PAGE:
When you’ve seen an item, or if staying in Kuta, been badgered into looking at something, and you’ve decided you like it, you’ve got to think about your price. If you don’t want to bargain and you’re happy with the price quoted, just pay it. Many years ago I was in Egypt and a lady said to me that she wasn’t sure if she’d overpaid for something. I said as long as she was happy with what she’d paid, then she hadn’t overpaid. That said, bargaining in Egypt was a mission; in Bali it’s fun.
If you’d like a rough idea of what to pay before you start bargaining, take a trip to Hardy’s in Sanur (Jl. Danau Tamblingan). It’s a department store with fixed price items for sale. However I always pay the small shops and market stalls more than I’ll pay in Hardy’s because I’d rather support the locals. And Rp.10,000 is nothing to me, but a lot to the Balinese who are trying to scrape a living from a much reduced tourist trade. Just remember that you’re dealing with human beings: human beings who have a lot less than you, and always will. Get pleasure from enhancing their lives by buying their goodies. Oh and if you forget to bring your Indonesian phrase book with you, there’s a good book shop inside Hardy’s where you can buy one.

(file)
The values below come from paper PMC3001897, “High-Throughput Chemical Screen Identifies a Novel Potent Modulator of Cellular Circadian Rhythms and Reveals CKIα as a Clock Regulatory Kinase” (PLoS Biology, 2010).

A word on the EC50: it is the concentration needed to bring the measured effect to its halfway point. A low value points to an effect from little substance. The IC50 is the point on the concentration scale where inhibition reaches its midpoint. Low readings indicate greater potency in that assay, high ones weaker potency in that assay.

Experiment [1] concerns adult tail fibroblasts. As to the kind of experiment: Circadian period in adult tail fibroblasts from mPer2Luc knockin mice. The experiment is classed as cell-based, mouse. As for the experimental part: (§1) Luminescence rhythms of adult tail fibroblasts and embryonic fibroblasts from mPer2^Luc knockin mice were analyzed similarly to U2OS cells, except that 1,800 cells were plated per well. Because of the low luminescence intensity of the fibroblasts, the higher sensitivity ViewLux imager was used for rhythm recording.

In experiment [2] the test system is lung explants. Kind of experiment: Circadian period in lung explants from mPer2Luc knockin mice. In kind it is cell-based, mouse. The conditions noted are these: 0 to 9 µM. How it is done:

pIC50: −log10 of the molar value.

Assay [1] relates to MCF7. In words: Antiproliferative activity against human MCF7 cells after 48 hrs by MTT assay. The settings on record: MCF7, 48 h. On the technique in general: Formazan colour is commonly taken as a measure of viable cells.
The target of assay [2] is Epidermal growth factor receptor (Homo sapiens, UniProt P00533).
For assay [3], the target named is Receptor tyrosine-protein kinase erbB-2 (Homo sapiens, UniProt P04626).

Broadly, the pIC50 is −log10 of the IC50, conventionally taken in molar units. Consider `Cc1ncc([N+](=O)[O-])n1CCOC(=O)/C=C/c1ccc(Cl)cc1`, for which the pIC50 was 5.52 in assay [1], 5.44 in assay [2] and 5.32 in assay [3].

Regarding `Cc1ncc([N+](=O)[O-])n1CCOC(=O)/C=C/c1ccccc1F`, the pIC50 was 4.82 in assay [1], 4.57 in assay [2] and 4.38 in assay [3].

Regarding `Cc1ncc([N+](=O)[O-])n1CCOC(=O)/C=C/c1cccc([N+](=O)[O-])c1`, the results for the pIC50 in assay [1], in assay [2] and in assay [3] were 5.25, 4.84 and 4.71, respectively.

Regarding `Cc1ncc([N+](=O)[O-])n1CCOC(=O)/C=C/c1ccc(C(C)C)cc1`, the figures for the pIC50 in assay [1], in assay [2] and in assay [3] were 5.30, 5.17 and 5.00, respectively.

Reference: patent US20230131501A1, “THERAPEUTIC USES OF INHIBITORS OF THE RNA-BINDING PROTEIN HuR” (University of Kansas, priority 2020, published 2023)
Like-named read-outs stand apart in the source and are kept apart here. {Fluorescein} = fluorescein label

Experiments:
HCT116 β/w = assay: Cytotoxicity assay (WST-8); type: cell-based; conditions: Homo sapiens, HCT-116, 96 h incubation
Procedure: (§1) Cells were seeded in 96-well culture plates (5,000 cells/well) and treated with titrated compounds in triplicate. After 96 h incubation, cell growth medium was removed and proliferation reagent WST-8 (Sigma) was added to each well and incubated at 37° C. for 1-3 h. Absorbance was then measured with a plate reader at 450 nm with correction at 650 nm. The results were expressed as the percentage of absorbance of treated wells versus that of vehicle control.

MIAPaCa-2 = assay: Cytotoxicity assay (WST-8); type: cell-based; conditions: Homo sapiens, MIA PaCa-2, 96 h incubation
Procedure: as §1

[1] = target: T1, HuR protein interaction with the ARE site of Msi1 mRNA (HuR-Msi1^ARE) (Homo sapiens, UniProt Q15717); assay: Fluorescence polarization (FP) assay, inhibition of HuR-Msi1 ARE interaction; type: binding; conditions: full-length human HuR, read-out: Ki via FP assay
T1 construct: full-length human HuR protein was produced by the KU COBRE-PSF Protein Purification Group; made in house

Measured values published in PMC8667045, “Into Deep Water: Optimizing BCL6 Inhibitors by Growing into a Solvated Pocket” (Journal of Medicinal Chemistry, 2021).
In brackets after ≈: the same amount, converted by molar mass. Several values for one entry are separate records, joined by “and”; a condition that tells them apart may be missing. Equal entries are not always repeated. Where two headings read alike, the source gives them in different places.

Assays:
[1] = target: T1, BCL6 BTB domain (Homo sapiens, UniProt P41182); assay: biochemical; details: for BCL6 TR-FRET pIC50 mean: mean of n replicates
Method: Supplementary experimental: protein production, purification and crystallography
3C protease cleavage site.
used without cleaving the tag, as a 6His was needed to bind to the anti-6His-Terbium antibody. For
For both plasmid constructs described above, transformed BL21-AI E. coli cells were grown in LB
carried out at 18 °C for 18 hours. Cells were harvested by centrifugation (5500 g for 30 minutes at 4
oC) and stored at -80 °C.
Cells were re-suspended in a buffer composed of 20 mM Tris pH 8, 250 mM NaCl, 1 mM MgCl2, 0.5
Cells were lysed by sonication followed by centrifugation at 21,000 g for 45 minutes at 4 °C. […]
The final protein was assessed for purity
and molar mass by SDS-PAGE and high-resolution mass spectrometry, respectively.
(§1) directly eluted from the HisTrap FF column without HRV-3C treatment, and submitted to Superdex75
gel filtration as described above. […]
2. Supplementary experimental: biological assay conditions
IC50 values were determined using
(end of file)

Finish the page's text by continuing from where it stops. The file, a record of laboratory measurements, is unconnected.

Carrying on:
Carrefour (Sunset Road, Kuta) is also a great place to shop if you don’t want to bargain. I go here for my Revitalift face creams. A jar of night cream for Rp.100,000 is a fraction of the price I pay in England. Ditto Complete contact lens solution: 350ml for Rp.50,000.
As I knew I’d be staying here long-term I wanted to make myself a home and fluff my little nest (kosan). I needed kitchen equipment, bedding, a fan etc.